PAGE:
Ars: časopis Ústavu Dejín Umenia Slovenskej Akadémie Vied — 4.1970

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am Kreutz” in Wiener Neustadt, originated
between 1382 and 1384 and ascribcd in literatuře
to master Michael, and pointing with its basic con-
ception to the tradition of the West-German
Rayonnant architecture, adopts some Parlerian
éléments. Besides the round arcading determined
by Romanesque tradition we find at the base of
the pillar an interpénétration of mouldings in the
corners of the rectangularly framed blind-window
tracery,90 such moulding interpénétration having
been introduced to Mid-European architecture
by Peter Parier in the triforium of St. Vitus’
Even before the invitation of master Václav
to St. Stephen’s some connections must have been
established between St. Vitus’ and St. Stephen’s
Lodgcs. This assumption finds support in the
occurrence of single architectural details and also
in the Parlerian influence that affected St. Step-
hen’s sculptural work towards the close of the
14th Century.92 The exchange of ideas may have
involved also médiation of some designs from the
Parlerian group and some role may have been
played by the participation of the Austrian masters
in the building of the Prague Cathédral as well.
Among the stonemasons that workcd in 1372 —
1378 under Peter Parier we may fairly well assume
as such mediators men like Cunz Wienner and
Warnhoffer.93 Yet, if there were Parlerian elements
that pavěd their way to Mid-Danubian area
before the arrivai of master Vaclav, preparing thus
conditions for his future activity in an environment
dominated by its own traditions, their presence
alone did not result before 1397 in any essential
déviation from Rayonnant architecture. J. Zykan94
analysed in detail the building seam connected
with the events of 1407, and the results of this
investigation indicated that the animal corbels
in the corners, situated under the stringcourse
on the level of the escutcheons were additionally
inserted into the already existing masonry after
1407. On the same level the sides and the fronts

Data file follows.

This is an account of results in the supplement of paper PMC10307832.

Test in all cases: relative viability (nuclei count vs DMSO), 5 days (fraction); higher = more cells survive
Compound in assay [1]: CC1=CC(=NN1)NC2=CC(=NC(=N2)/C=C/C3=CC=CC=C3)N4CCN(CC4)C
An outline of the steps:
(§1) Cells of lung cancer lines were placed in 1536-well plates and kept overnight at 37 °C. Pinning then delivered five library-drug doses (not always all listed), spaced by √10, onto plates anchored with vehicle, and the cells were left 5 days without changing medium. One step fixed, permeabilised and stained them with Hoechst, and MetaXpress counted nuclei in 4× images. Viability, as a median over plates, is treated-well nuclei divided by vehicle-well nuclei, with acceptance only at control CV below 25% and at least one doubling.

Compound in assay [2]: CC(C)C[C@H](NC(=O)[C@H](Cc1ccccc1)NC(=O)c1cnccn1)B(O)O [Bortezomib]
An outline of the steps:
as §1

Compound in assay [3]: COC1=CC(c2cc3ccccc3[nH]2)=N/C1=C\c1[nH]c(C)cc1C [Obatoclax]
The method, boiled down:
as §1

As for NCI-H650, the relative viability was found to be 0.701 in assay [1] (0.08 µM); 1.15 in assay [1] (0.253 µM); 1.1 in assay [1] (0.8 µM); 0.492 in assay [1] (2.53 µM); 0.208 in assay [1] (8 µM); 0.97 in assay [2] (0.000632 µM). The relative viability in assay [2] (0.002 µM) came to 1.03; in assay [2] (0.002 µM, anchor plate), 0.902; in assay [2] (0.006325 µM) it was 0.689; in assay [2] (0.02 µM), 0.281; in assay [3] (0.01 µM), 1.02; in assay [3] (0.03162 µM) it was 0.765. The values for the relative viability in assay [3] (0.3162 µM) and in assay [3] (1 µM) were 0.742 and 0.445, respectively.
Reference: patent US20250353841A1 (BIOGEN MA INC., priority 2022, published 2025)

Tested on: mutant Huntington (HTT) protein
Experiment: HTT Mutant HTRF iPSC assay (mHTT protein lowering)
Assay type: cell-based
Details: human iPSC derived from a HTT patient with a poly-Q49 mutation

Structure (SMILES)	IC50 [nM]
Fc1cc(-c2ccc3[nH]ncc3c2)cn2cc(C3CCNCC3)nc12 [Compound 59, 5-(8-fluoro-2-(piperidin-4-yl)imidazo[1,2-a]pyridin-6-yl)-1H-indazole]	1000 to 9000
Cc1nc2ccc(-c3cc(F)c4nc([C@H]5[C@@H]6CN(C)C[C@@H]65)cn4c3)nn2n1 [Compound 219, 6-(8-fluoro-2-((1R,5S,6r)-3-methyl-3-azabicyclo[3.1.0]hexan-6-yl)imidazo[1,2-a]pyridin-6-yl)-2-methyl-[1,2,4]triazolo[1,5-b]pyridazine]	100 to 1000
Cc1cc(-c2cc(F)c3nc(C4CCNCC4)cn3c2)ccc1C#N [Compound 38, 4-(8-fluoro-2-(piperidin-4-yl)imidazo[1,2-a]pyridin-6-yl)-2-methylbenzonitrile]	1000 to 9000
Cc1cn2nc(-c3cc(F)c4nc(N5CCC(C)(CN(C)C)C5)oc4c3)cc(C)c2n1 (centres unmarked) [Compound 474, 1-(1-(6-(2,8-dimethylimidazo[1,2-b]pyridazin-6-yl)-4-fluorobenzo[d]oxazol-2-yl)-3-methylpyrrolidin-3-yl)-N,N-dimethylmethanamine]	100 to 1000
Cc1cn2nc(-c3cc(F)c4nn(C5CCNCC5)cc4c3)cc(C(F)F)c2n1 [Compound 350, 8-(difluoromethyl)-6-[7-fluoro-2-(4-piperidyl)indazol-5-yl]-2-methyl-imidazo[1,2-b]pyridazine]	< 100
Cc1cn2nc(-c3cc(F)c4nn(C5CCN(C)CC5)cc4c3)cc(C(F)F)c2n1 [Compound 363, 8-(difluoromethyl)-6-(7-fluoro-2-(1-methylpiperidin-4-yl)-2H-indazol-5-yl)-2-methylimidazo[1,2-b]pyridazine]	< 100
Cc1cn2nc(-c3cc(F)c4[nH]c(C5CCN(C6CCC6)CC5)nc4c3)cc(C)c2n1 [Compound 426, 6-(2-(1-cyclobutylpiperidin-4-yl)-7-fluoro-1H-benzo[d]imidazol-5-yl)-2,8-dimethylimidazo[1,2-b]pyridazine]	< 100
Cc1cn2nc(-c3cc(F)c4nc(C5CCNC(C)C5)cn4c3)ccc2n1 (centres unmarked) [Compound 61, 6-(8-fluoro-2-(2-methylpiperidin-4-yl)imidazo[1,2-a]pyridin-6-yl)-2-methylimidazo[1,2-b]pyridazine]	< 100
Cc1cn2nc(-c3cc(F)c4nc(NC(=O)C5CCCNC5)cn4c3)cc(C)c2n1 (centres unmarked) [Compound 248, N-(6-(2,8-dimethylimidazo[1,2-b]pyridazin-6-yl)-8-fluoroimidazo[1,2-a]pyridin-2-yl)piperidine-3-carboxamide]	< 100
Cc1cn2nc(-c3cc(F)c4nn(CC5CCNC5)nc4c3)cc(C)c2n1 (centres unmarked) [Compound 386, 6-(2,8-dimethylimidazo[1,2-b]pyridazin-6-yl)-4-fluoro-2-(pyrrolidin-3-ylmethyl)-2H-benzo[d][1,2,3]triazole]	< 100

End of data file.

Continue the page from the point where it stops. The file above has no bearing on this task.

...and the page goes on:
of the buttresses are supplied with gables orna-
mented by tracery, which display at the South-
west pier a triangular form, while at the south-

19. Bratislava — St. Martin’s Church. View of the south
aisle according to V. Mench.

east pier they appear to be ogeo-like formation
constricting compositions of flamc-like shapes.
Significant is the south-east buttress,95 where
there is a place for which a gable of Rayonnant
style had originally been contemplated, and its
lower parts were actually applied to the sides
of the composition. Nevertheless, the initial idea
was later abandoned and substituted by an ogee,
framing the dynamic flamboyant inner motif.
Here we have to deal with a déviation from the
original programme without the removal of that
which had already been commenced. It should
be interpreted as an isolated phenomenon unaf-
fected by the situation in 1407. The position in the
building seam makes us think of Václav, who
resolved to continue here the unfinished work of
his predecessor. This very plausible assumption
alone enables us to conclude that the arrivai of
a représentative of St. Vitus’ Lodge heralded
a turn in the Viennese lodge in favour of the
flamboyant style.
With the name of Michael Chnab and his school
we may associate besides the Kremnica recon-
struction the following three pièces of architectural
work in Bratislava:
1) In the west parts of the tripartite nave of
St. Martin’s Church we find in one bay a pair of
Windows with five-part-plan fasciculate piers in
the circumference of the bay, while a vaulting
shaft interrupted by a canopy and supporting
the fifth rib can be found in the axis of the given
vault cell.96 The accomplishment of this structure
dates back to about 1400,97 and a close connection
with Chnab’s work, which was first pointed out
by V. Mencl, is clearly indicated by the biaxial
composition of one bay. Analogies are to be seen
in the nave wall at St. Stephen’s, in St. Bartholo-
mew’s Chapel and Schatzkammerkapelle — both
likewise in St. Stephen’s — and in the Freisin-
gerkapelle in Klosterneuburg. Also the cylindrical
fluted bases of the rib supports and the stylized
foliage of the corbels belong to the characteristic
features of the ducal architect’s work.
2) Dated 1361 there exists a recorded pledge of
the head magistráte of Pressburg Jakob to supply
150 pounds of denars for building a chapel. The
pledge concerned the upper part of St. John’s
storied Chapel attached to the Franciscan mo-
nastery. The upper chapel is of the French type
(Sainte-Chapelle), in which the wall mass was

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